The ethnic violence in Manipur has muted festivities amid Diwali and Ningol Chakouba, one of the most important festivals in the valley areas where a majority of the Meitei community lives. The hill-majority Kuki tribes are also looking forward to celebrating Christmas next month.
But with thousands of people from both communities internally displaced following the ethnic clashes that started on May 3, the people are tired and no one wants to celebrate Diwali or Ningol Chakouba on an empty stomach, under a roof that doesn’t exist, or without loved ones who were killed in the violence.
Ningol Chakouba, which the Meitei community celebrates after Diwali, is similar to Bhai Dooj except that in Manipur it is the brothers who welcome their sisters from their matrimonial homes for a grand feast.
This year, people in the valley areas have decided to celebrate – or rather observe – a muted Diwali and Ningol Chakouba in solidarity with thousands of men, women and children living in relief camps.
“Many women in the relief camps have lost their brothers. And many men in the camps do not have the resources or space to invite their sisters, who are living in the same camps. It is an extremely sad situation,” a social worker who is involved in organising aid for the relief camps told NDTV, requesting anonymity.
“No man in the relief camps should watch others call their sisters for Ningol Chakouba, while he can’t. Many brothers and sisters are coming to the camps to spend the day with those who have lost everything,” the social worker told NDTV on phone from Imphal.
Visuals on social media show some children in relief camps holding sheets of paper on which they have written “This Diwali, we don’t have a home to decorate” and “This Diwali, I don’t have clothes to wear”, among other messages.
The festival season also gives an opportunity to the people of Manipur who have been living with trauma for the past six months to take their mind off from the crisis, even if for a brief moment.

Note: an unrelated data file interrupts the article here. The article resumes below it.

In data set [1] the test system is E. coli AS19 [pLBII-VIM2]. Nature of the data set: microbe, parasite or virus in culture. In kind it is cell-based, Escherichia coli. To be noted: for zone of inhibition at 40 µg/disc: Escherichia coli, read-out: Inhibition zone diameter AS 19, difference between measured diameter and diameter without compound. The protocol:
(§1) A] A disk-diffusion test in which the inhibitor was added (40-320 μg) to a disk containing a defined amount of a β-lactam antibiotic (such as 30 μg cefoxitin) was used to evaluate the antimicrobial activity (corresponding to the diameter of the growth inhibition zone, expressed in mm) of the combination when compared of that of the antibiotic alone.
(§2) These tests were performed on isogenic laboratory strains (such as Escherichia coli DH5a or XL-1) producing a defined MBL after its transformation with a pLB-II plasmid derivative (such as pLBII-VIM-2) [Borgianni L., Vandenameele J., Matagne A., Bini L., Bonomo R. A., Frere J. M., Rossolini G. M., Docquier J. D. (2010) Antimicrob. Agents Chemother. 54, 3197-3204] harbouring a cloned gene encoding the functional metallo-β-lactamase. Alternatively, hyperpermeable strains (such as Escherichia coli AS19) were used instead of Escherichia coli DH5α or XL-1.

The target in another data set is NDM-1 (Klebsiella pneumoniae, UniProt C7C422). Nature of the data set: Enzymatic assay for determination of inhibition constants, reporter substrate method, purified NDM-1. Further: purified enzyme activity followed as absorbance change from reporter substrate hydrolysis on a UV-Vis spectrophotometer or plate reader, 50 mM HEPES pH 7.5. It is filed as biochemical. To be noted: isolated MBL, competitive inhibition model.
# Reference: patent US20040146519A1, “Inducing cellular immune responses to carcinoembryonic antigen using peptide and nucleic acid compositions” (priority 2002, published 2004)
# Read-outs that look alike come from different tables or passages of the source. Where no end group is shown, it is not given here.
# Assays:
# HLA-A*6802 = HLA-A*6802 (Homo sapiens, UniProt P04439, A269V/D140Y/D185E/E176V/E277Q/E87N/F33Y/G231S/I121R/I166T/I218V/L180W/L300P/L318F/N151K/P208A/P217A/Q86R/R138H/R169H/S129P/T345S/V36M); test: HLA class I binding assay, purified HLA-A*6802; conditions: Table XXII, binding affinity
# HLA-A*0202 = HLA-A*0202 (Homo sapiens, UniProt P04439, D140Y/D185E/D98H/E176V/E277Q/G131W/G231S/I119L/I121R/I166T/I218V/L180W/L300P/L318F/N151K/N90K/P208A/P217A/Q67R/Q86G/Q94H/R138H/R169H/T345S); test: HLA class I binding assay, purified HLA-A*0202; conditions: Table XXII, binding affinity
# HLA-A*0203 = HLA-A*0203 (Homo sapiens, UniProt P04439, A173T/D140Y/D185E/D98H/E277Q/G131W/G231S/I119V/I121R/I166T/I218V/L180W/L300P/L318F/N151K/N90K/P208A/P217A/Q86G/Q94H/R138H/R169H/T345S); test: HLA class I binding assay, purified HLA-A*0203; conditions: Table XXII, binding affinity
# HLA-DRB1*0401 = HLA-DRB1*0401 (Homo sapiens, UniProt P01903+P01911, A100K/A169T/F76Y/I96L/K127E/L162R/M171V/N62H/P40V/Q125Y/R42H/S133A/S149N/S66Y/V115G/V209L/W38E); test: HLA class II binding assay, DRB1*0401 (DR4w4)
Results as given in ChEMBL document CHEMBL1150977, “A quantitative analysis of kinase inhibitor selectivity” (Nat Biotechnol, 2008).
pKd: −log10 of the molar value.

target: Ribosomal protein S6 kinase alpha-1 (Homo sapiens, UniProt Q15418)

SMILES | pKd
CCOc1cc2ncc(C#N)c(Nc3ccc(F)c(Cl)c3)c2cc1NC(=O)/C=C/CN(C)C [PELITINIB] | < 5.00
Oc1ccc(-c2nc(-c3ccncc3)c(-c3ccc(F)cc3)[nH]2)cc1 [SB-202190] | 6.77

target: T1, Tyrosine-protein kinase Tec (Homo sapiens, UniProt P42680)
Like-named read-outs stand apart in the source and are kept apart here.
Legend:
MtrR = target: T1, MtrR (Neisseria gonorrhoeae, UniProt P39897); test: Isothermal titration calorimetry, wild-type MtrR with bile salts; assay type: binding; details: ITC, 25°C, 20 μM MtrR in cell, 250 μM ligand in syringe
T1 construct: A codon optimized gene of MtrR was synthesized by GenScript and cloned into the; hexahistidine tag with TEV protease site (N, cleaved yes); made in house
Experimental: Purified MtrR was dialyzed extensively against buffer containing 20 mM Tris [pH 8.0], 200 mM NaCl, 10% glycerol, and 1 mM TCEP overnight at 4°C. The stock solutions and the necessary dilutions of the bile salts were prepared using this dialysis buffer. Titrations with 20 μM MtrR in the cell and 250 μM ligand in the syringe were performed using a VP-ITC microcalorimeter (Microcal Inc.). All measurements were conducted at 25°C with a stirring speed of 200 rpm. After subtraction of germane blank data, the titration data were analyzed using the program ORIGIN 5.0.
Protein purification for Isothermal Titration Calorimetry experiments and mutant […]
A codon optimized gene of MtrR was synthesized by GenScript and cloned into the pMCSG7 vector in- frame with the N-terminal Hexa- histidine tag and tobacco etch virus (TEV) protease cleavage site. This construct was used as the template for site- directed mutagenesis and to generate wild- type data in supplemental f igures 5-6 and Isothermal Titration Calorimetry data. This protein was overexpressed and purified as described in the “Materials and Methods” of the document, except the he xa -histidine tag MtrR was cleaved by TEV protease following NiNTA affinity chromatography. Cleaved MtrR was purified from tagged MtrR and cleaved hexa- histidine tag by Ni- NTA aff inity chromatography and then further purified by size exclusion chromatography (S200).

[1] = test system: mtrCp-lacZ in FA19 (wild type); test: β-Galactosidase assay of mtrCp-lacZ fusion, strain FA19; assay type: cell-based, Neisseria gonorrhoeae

Small shops that have been gathering dust and losses for the past few months owing to the violence are, however, doing brisk business amid the festival season. The return of some semblance of economic activity is seen to be the first critical step towards normalcy.
Civil society organisations in the valley areas have been discussing whether to celebrate Ningol Chakouba and Diwali while thousands are living in harsh conditions in the thinly-insulated camps, with winter at the gates.
While some have advised against celebrating the festivals as a gesture of solidarity with and respect for those who directly suffered in the violence, others have called for low-key celebrations at homes and spending the day at relief camps by sharing food and gifts.
“How can we celebrate when our brothers and sisters have lost their homes and sought refuge in relief camps? Till such time they can live with dignity again, we cannot celebrate Diwali or Ningol Chakouba,” an Imphal-based lawyer told NDTV.
People in Manipur from any community should not stop celebrating the festivals – if they must, in a muted way due to the circumstances – just because they have suffered extreme violence, a Delhi-based representative of a valley-based civil society group told NDTV.
“Balancing the current sentiment and ensuring the state’s biggest festival is celebrated with the objective of telling the women in relief centres that the entire community, across the world, is with them, is what we should do. Celebration is one way of us telling those who have committed ethnic crimes that innocent people will not be silenced,” said the representative of Meitei Heritage Society, requesting anonymity due to alleged harassment on social media.
The ethnic violence in Manipur has killed over 180 people and left thousands internally displaced.
Though the Manipur ethnic clashes between the Kuki tribes and the Meiteis is said to be over the Meities’ demand for inclusion under the Scheduled Tribes category, many leaders including Union Minister Home Minister Amit Shah and Foreign Minister S Jaishankar have said entry of illegal immigrants is one of the main factors behind the unrest in the northeast state, which is ruled by the BJP.
The National Investigation Agency (NIA) has said it is looking into an alleged transnational conspiracy involving terror groups hiding in Bangladesh, Myanmar and Manipur to exploit the ethnic violence in the northeast state.